Are British workers cheaper to sack than others? Yes – but not always, reports Stephen Overell
It is because we are quick, easy and cheap to sack". So said Tony Woodley, the T&G’s lead negotiator as Ford announced the ending of Fiesta production at Dagenham last week, with the loss of between 1,900 jobs (Ford’s official figure) and 5,000 jobs (the trade union prediction).
The accusation that Britain is the bargain basement of Europe when it comes to employment costs always irks national pride.
But it was clearly not to Ford's taste, either. The car giant said its voluntary redundancy package was the best ever offered in British manufacturing history, totalling some £8m.
European chairman Nick Scheele argued that cuts programmes in Cologne two years ago and Genk, Belgium, last year, which cost $100,000 (£67,000) per head and $55,000 (£37,000) per head respectively, were snips in comparison to the cost of Dagenham redundancies. "Flexibility is not an issue, here," he said.
The figures the company issued to highlight the generosity of the package seem to illustrate, in this case at least, it was not skimping.
Employees were likely to get nine months' basic pay in addition to early retirement from 45 with an unreduced pension from 50. Thus for an hourly paid worker receiving £21,264 taking voluntary redundancy at 41 with 15 years' service, he would get £30,144. At 55 with 30 years' service, he would get £37,582 with a £10,350 annual pension.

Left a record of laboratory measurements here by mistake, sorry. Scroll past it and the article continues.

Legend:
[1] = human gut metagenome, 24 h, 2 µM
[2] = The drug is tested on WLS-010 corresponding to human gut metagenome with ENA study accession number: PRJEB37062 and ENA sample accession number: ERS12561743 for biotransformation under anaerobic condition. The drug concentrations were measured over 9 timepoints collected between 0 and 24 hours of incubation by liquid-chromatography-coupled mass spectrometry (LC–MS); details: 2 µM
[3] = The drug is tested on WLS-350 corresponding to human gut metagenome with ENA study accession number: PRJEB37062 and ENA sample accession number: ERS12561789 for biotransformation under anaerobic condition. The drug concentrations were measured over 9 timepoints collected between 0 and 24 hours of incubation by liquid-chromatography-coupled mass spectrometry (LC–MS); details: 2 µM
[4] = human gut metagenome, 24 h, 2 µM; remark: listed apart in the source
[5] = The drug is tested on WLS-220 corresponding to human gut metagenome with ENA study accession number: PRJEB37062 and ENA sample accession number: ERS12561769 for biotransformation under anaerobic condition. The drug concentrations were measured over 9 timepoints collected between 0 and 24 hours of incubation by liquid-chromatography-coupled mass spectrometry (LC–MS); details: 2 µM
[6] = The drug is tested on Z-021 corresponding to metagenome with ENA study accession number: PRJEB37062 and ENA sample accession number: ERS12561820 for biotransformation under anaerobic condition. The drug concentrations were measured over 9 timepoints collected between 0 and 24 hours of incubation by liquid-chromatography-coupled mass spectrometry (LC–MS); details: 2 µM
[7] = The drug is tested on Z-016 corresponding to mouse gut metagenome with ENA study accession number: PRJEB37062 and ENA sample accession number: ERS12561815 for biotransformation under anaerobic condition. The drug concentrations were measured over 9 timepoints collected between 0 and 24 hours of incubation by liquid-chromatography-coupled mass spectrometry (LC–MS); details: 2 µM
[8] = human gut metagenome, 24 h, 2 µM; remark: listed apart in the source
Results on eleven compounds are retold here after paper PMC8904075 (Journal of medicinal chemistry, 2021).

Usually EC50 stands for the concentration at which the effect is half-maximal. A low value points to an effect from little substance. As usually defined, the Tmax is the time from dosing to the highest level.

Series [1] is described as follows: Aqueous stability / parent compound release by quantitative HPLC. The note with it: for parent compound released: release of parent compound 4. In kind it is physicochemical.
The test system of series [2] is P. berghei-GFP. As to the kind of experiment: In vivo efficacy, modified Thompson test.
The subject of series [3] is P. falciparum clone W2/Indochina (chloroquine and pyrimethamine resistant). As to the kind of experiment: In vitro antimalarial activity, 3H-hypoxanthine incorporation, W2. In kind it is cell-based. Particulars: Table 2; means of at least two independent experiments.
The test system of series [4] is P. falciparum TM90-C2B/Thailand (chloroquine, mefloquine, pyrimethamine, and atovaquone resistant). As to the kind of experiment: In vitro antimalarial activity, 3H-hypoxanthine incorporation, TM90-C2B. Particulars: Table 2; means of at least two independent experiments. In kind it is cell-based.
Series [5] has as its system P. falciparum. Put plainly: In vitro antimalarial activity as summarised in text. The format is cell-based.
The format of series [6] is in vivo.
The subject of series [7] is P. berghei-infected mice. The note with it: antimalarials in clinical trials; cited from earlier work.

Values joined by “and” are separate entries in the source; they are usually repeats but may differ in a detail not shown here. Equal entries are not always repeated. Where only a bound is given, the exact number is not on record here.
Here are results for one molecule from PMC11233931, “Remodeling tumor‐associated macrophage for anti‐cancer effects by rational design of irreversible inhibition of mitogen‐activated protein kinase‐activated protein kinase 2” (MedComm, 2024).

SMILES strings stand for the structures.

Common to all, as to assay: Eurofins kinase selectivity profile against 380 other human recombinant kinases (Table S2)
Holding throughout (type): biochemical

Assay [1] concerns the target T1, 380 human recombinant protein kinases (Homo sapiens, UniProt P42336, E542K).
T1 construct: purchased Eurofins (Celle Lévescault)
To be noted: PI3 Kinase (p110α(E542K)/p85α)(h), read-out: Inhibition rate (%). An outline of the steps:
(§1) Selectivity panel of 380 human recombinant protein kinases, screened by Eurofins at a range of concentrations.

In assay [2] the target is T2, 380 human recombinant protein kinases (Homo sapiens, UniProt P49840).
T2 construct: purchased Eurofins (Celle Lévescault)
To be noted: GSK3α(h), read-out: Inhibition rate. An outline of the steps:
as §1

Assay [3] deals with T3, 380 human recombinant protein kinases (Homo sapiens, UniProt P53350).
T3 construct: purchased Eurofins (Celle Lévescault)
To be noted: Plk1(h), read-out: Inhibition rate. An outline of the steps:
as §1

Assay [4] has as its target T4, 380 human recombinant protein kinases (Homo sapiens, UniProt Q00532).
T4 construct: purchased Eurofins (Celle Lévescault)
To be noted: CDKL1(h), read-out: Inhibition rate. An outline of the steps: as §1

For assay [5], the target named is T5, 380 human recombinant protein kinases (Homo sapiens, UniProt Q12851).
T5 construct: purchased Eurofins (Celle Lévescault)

But yet the substance of the charge - that multinationals are better off making people redundant in Britain as opposed to elsewhere - is one many believe is broadly correct.
In theory, it should not be this way with the Collective Redundancies Directive (1975) laying down pan-European standards. But in practice, it is the methods by which nation states have transposed the directive into national law which have given rise to profound discrepancies.
Incomes Data Services, the T&G's source for its comments, warns against stark comparisons because practices vary across Europe, and the rest of the world.
In Britain, as in Denmark and Spain, we operate a system of redundancy payments (depending on age, one week's pay per year of service up to £220 per week with a maximum of 20 years' service). Germany does not.
And yet, procedures in Germany are more stringent, time-consuming and expensive.
Central to the